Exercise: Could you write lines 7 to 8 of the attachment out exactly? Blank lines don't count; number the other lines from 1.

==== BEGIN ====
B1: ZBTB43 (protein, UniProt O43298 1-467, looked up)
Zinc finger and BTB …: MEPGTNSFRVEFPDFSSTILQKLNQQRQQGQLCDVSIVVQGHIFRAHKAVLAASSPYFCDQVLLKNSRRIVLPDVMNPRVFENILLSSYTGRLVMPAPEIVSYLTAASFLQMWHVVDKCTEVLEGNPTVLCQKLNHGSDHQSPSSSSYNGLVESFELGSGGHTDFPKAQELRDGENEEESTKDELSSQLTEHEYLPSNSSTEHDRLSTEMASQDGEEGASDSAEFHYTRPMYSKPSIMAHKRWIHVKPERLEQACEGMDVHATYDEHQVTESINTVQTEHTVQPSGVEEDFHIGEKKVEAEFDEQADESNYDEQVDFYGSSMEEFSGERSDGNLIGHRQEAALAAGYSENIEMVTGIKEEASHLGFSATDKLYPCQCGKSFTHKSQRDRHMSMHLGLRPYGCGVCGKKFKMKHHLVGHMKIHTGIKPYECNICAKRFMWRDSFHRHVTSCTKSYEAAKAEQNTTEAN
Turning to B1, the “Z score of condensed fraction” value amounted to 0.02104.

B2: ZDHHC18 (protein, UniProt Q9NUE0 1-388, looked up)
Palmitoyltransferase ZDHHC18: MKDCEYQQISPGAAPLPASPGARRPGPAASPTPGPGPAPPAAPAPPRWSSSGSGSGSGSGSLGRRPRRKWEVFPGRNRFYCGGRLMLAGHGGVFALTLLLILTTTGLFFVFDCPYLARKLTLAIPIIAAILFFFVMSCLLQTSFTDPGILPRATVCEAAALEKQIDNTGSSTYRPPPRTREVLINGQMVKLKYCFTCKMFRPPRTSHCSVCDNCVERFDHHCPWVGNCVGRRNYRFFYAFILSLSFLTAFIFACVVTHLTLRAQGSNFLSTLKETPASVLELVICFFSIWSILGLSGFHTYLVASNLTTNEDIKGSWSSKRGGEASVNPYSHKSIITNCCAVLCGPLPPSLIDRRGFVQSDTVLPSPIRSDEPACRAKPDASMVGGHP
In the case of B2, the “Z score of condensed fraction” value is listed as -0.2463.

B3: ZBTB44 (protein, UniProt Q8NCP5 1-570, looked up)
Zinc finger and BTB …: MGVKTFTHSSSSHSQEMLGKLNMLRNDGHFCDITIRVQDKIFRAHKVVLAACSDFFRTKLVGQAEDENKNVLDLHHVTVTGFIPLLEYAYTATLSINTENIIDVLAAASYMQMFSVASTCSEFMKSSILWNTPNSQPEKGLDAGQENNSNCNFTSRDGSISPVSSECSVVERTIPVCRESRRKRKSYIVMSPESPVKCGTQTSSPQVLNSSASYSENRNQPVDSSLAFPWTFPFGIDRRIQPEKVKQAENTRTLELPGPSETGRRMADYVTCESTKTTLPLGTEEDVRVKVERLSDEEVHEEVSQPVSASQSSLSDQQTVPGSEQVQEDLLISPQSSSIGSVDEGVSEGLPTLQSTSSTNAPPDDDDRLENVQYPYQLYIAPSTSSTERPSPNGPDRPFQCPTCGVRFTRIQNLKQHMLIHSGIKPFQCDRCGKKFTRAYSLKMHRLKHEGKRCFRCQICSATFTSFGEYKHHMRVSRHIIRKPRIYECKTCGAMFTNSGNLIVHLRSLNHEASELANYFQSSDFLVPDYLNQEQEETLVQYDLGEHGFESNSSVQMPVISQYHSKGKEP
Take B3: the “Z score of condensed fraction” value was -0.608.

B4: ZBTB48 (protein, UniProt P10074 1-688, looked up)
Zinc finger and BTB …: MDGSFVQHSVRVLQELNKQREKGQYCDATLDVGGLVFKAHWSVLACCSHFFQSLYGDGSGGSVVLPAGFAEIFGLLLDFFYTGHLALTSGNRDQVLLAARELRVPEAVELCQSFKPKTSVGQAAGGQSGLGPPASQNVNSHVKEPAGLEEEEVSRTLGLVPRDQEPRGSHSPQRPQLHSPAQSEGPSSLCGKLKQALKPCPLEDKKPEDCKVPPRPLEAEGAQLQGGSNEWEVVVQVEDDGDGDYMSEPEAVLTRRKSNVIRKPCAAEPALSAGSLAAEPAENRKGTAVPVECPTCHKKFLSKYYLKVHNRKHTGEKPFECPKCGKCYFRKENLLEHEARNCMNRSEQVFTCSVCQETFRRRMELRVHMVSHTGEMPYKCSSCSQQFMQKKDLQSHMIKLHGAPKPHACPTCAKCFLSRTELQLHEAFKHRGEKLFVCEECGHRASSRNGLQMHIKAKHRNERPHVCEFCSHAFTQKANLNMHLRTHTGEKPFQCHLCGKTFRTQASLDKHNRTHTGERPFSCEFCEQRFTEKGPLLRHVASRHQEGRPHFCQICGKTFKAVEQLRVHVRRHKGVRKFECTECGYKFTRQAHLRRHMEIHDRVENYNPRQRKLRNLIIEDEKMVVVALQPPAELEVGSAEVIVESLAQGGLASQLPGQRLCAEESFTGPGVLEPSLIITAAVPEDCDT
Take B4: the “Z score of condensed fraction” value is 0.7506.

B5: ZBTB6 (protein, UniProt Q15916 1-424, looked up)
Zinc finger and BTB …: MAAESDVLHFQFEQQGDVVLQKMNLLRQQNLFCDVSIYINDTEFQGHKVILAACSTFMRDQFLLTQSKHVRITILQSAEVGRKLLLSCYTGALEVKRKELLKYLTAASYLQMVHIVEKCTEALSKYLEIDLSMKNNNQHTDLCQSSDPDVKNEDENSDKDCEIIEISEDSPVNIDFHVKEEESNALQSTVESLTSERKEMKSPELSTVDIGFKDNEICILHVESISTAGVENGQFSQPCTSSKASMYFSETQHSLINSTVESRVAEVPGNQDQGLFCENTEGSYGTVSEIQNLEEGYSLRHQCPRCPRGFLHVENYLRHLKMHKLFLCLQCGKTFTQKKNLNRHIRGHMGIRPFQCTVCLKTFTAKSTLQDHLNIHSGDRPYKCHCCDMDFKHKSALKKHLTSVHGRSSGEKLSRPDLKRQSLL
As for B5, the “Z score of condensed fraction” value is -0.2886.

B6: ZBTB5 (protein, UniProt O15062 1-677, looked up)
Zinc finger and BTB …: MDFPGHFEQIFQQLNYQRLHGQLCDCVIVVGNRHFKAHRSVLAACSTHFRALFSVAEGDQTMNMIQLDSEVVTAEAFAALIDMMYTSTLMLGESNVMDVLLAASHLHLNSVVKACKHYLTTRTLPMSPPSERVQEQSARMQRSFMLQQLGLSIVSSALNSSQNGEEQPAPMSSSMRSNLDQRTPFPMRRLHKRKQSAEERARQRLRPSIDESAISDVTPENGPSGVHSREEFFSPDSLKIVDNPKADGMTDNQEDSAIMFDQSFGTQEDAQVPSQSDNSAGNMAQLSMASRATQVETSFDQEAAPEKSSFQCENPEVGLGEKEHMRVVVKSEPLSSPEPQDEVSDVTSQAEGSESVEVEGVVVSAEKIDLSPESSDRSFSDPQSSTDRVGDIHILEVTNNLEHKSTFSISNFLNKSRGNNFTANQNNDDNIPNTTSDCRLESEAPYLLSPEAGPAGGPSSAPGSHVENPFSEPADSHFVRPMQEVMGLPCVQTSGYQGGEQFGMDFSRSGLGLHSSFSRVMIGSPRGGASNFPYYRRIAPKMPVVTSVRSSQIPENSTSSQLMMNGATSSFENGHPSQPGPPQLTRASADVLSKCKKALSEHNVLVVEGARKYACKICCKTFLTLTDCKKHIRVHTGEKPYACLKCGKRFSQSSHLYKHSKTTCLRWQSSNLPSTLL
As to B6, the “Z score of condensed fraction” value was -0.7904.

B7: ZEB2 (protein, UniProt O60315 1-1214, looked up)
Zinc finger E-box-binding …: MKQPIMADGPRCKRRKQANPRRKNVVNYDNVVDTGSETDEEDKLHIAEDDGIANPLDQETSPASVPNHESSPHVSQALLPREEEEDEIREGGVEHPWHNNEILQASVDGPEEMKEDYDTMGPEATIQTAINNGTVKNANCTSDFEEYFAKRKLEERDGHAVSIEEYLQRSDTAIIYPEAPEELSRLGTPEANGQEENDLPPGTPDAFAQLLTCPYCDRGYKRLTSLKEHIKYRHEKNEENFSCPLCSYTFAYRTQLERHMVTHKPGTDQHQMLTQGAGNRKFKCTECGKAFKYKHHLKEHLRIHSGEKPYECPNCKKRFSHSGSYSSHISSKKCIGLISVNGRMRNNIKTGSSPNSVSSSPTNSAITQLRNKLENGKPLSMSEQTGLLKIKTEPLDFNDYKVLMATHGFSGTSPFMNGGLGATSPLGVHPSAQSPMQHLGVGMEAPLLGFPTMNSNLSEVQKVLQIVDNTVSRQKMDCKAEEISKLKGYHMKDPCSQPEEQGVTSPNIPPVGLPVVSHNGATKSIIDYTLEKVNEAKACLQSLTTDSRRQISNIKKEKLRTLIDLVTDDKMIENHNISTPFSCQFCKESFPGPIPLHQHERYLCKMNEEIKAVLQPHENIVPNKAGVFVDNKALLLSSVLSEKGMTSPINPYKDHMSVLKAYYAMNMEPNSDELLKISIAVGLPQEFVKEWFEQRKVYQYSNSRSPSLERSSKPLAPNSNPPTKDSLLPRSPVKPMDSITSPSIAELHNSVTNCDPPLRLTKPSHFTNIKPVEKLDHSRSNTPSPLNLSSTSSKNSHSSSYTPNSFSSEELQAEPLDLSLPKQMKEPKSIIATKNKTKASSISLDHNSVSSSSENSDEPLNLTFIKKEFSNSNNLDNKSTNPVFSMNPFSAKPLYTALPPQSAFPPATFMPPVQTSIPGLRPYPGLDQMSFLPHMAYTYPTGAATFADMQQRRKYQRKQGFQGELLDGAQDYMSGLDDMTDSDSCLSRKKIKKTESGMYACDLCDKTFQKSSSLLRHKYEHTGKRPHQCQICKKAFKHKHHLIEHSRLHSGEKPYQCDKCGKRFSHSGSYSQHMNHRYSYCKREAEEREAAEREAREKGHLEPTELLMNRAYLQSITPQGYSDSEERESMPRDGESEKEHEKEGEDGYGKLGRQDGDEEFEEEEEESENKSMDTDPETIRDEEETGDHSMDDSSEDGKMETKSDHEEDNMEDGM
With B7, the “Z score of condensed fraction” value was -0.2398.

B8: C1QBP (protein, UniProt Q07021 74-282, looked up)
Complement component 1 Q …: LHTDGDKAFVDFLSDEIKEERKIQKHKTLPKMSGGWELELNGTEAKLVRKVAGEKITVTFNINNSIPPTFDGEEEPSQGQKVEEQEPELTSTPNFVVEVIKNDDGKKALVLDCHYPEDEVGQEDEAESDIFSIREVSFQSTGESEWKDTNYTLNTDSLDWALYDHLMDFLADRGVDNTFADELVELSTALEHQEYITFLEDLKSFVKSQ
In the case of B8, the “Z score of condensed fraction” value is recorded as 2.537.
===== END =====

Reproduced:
B3: ZBTB44 (protein, UniProt Q8NCP5 1-570, looked up)
Zinc finger and BTB …: MGVKTFTHSSSSHSQEMLGKLNMLRNDGHFCDITIRVQDKIFRAHKVVLAACSDFFRTKLVGQAEDENKNVLDLHHVTVTGFIPLLEYAYTATLSINTENIIDVLAAASYMQMFSVASTCSEFMKSSILWNTPNSQPEKGLDAGQENNSNCNFTSRDGSISPVSSECSVVERTIPVCRESRRKRKSYIVMSPESPVKCGTQTSSPQVLNSSASYSENRNQPVDSSLAFPWTFPFGIDRRIQPEKVKQAENTRTLELPGPSETGRRMADYVTCESTKTTLPLGTEEDVRVKVERLSDEEVHEEVSQPVSASQSSLSDQQTVPGSEQVQEDLLISPQSSSIGSVDEGVSEGLPTLQSTSSTNAPPDDDDRLENVQYPYQLYIAPSTSSTERPSPNGPDRPFQCPTCGVRFTRIQNLKQHMLIHSGIKPFQCDRCGKKFTRAYSLKMHRLKHEGKRCFRCQICSATFTSFGEYKHHMRVSRHIIRKPRIYECKTCGAMFTNSGNLIVHLRSLNHEASELANYFQSSDFLVPDYLNQEQEETLVQYDLGEHGFESNSSVQMPVISQYHSKGKEP